Adding Buyers and Online Information
Civil War museum and historical site gift shops are among the customers Savas Beatie has added or increased its sales to since it began distributing titles by Casemate Publishers and Book Distributors LLC to non–book-trade accounts. Savas Beatie publishes scholarly history titles; Casemate focuses on military history; and Casemate continues to handle both its own general book accounts and Savas Beatie’s, which it has distributed since 2004.
For a look at Savas Beatie’s use of the Google calendar to provide information for customers and fans, see above and savasbeatie.com. Marketing assistant Lindy Gervin reports that besides helping readers find author events in their area, the calendar is valuable for company staff. “It’s a great tool,” she says. “We’ve been using it for about two years to keep track of author events and make internal notes about them. It makes things very organized and easy to follow.”
Small Mention = Big Boost for a Book Club
Long before it transformed itself from That Patchwork Place, Martingale had a book club that automatically shipped new releases to members. Marketing director Karen Johnson reports that the club continued to grow through the decades without any marketing effort—until this spring, when a single post in the company’s “Stitch This” email newsletter resulted in a 28 percent increase in membership. No surprise, her comment was, “I’m very excited about this!”
Partnering with Churches
Eschar Publications is pursuing churches as marketing partners for the revised edition of its Parenting for Education. Author/publisher Vivian Owens says that this strategy ties in with the growingnumber of congregations offering tutoring programs for children.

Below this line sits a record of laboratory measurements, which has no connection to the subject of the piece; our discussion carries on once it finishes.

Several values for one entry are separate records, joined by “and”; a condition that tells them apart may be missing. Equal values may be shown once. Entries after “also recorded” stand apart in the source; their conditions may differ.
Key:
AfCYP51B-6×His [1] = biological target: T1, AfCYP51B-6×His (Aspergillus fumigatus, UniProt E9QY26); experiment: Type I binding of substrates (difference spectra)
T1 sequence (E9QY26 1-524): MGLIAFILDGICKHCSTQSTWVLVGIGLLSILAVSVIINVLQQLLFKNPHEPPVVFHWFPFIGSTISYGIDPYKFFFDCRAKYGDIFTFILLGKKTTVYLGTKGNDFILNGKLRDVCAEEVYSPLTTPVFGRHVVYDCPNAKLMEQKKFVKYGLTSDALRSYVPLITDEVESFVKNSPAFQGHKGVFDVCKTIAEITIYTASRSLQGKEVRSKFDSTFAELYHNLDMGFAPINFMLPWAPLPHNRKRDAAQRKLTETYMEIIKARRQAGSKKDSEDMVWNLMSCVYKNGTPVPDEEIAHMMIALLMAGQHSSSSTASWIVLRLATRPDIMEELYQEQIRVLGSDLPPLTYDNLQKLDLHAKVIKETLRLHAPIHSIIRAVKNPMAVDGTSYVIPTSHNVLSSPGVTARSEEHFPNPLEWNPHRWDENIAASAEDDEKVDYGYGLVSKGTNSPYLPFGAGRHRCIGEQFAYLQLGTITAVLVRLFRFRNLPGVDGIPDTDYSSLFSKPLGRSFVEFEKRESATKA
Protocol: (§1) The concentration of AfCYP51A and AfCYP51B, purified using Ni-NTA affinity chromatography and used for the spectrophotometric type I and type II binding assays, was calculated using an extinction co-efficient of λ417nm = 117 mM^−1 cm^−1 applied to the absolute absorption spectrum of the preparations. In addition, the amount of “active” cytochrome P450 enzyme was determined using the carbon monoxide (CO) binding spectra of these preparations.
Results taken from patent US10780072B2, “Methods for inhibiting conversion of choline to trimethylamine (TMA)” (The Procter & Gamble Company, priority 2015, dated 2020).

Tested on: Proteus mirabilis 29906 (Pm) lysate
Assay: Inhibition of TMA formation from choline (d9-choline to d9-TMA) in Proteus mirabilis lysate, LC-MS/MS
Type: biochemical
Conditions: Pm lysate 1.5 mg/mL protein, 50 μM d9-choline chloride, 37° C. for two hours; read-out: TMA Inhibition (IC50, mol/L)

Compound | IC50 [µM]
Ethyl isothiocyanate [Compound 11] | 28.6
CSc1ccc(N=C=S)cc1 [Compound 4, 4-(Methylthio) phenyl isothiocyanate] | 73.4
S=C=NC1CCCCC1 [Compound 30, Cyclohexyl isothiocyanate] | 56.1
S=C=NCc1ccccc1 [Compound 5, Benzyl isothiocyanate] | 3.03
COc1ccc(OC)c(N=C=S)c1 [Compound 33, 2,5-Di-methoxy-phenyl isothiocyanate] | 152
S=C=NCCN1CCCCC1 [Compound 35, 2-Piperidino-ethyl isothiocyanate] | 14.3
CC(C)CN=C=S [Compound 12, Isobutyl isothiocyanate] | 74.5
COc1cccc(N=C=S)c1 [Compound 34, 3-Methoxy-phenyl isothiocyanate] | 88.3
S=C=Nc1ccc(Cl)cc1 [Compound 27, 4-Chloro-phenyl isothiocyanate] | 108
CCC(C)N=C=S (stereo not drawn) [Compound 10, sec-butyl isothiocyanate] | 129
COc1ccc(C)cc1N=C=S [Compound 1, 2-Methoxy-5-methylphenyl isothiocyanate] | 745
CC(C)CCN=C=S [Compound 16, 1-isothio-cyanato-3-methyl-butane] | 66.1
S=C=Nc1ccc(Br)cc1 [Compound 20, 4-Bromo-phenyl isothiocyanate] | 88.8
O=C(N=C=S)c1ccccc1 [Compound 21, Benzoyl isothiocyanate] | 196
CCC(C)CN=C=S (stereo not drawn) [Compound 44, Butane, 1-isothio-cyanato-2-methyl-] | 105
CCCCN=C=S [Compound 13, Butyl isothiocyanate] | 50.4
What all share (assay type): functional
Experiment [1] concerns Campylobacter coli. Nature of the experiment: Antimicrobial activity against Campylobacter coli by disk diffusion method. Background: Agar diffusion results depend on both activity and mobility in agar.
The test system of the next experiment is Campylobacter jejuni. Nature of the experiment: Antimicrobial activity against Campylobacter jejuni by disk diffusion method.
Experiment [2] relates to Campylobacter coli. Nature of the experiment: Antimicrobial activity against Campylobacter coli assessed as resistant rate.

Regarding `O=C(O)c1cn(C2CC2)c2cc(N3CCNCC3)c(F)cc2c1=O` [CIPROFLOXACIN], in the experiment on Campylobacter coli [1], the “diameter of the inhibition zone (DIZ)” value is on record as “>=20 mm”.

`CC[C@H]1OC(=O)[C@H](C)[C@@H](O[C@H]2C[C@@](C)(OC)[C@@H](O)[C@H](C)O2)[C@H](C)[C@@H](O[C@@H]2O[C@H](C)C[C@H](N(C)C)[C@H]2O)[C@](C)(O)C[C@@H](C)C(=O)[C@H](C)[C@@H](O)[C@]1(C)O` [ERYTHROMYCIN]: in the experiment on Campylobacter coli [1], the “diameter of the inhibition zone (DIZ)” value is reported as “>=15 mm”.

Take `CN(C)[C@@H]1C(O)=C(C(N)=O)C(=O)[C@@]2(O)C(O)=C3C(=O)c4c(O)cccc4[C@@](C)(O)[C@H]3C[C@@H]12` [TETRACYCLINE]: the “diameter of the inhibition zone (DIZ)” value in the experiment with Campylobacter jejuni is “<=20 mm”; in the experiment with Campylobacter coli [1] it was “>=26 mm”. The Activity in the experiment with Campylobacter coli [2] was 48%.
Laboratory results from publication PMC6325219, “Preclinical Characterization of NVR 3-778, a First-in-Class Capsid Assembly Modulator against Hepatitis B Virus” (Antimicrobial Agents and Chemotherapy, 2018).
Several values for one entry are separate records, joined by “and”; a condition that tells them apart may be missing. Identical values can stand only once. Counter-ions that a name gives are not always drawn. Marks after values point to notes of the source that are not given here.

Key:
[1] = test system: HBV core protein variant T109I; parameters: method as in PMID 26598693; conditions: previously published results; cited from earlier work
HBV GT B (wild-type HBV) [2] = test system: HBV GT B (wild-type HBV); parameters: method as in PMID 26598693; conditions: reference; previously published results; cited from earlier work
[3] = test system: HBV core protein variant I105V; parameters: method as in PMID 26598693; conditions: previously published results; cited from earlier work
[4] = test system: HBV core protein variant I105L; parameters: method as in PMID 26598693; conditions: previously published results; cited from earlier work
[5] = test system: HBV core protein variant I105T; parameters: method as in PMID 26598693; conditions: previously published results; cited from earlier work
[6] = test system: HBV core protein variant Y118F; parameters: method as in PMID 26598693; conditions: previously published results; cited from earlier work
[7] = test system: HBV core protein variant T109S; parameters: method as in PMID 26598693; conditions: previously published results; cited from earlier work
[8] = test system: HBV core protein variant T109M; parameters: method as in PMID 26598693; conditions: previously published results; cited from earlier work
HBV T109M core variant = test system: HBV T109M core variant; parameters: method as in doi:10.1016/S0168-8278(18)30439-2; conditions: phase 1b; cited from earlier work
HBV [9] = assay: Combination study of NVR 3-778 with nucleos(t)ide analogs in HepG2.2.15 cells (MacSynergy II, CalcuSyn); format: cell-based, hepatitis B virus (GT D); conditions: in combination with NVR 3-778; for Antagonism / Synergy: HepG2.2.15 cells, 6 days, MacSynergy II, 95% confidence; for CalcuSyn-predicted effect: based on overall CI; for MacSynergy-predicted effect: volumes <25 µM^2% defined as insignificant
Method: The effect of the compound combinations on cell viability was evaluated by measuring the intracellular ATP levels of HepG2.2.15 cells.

“Volunteer teams may tutor students two or three times a week,” she reports, “and some tutors ask, Is there any way to help parents learn to help their own children?” The answer: workshops for parents cosponsored by Eschar and the congregation.
“Because the church wanted my presentation to work for their members and the community, its staff offered to help with the publicity and to extend the program to other area churches,” she says. Sales at her first workshop were comparable to her sales at a bookstore signing, she notes, adding: “Most people purchased at least the seminar/workshop book. A majority purchased two or more books from my book catalog.”
To launch the Polish edition of his Life in a Jar: The Irena Sendler Project, Jack Mayer had events in Warsaw scheduled for three days this spring. Originally published in 2010 in the United States by Long Trail Press, Life in a Jar is being sold in Poland by Andrzej Findeisen’s AMF Plus Group. Later this year, the Chinese edition will be issued by Oriental Press of Beijing, and the Russian edition by EKSMO Publishing House of Moscow.
A trailer made by the book designer describes Sendler’s World War II rescues of Jewish children and how four teenagers created a play about her (see youtube/0bQAI0jKC7Q).
Meg Stafford of Virginia Martin Press recently had almost half an hour on Kristin White’s online TV program The Ripple Effect to discuss her Topic of Cancer: Riding the Waves of the Big C. White provides videos of the show that guests can post on YouTube, and includes blog-style posts by guests on her Website.
● Chelsea Green Publishing’s The Art of Fermentation was recommended in April on NPR’s The Splendid Table Q&A when host Lynne Rossetto Kasper assured a caller from Chile thatauthor Sandor Katz had written “the bible” that would solve the caller’s problems with making yogurt.
● Kristin Rausin is generating media buzz for her middle-grade fantasy novel, Mystic, published in January through CreateSpace in print and digital formats. The Fort Myers, FL, station WINK-TV recently featured Rausin, the book, and the daughter who inspired the book; and Money for Lunch, a blogtalkradio.com program that airs at noon Central Time each weekday, also featured Rausin.
● Publishers Weekly recently gave a starred review to Sourcebooks Casablanca’s Lady Vivian Defies a Duke, described as “a winning marriage of romance and wit” and “absorbing and endearing.”
Spotlight is compiled by Linda Carlson (lindacarlson.com), who welcomes members’ news of notable special sales and licensing deals, significant recent media coups, movie and television options, and other achievements at email@example.com.